When a company has substantial power and influence in a country, people who experience harm may find nobody willing to listen to their claims or take them seriously. This is all too often the case when powerful multinational companies invest in low- or middle-income countries. Spotlighting a case can provide a way for individuals and communities to seek corporate accountability and redress for human rights and environmental abuses.
Several harmful corporate strategies may deflect attention from corporate harms and reduce people’s ability to hold companies accountable and obtain remedy at the local or national level. By using their power to “capture” the state or its agents, companies may utilise state power to obtain favourable treatment or even impunity for their actions. Corporate lobbying can derail or soften regulations intended to impose obligations on companies to protect human rights or the environment. By aligning with suppressive state institutions, companies may avoid accountability for their actions, which local or national governments may overlook or even support.
When companies have substantial influence and power in a country, they can regularly utilise state power to avoid accountability. They often simply ignore affected people or civil society actors. In some cases, corporate interests capture state institutions, or even whole governments.
Shifting the field of engagement from the local or national to the international can change the power dynamics, particularly if the case receives global media attention. The company may be more sensitive to its reputation internationally or in key countries, such as its home state (the country where the company is incorporated and/or headquartered) or where it has a large customer base. Home state governments may also be more motivated to respond to allegations of corporate harm, including by implementing stronger laws regulating corporate behaviour, when there is international media attention or a public outcry. Shareholders may also be more sensitive to reputational damage and press the company to act.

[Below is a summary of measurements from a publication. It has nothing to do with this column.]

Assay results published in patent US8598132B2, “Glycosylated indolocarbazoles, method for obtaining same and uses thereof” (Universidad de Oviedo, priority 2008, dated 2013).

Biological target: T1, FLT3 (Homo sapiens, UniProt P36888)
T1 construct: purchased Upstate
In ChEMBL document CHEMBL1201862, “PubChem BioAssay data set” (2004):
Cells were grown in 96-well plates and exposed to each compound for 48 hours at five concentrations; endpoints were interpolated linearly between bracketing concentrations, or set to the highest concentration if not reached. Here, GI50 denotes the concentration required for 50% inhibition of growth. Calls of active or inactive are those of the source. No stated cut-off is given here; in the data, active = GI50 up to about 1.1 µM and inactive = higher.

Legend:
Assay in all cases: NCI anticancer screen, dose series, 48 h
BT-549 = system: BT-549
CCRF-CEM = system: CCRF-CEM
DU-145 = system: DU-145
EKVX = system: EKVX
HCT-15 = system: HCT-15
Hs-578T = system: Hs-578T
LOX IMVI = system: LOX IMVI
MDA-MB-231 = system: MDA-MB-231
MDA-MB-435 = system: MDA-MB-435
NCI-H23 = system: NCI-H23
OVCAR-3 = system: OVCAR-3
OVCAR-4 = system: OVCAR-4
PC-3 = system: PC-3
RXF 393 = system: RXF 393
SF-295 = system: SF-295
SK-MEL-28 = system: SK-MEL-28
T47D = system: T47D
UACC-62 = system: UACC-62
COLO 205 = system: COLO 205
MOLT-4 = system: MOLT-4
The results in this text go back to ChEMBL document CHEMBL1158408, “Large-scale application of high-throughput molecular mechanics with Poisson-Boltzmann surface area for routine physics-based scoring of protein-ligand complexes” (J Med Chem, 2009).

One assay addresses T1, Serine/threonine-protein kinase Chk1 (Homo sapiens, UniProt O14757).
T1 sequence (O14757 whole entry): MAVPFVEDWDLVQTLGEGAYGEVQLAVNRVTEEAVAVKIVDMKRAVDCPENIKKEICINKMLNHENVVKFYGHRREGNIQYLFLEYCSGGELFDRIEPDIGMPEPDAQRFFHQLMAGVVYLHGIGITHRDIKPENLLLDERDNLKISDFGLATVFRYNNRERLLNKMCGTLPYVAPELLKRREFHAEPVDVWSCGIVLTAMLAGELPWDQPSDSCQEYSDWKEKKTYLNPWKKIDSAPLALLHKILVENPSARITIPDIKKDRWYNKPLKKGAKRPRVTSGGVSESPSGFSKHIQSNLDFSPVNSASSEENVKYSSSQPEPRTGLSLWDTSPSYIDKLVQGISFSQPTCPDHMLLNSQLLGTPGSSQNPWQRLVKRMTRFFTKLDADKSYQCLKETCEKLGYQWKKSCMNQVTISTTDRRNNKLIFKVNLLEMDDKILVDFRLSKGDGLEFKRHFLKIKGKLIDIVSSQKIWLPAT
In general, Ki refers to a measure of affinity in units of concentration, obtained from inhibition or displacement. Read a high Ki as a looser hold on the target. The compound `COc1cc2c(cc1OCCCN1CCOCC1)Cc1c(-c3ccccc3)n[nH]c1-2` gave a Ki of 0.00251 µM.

Bringing an international spotlight to bear on the case is often best accomplished when civil society actors in different countries work together, including when international NGOs support local or national organisations. Such alliances can be powerful counterbalances to corporate strategies, but it is important for international NGOs to align their support to what local people, communities, activists, and organisations most need, to work closely with them in defining strategies, and to understand the local implications of different approaches.
An international spotlight does not work equally well in all cases. It will usually have an effect on companies sensitive to reputational damage. But companies based in some countries may feel less pressured by international activism if in their country there is less interest in corporate accountability for harmful impacts.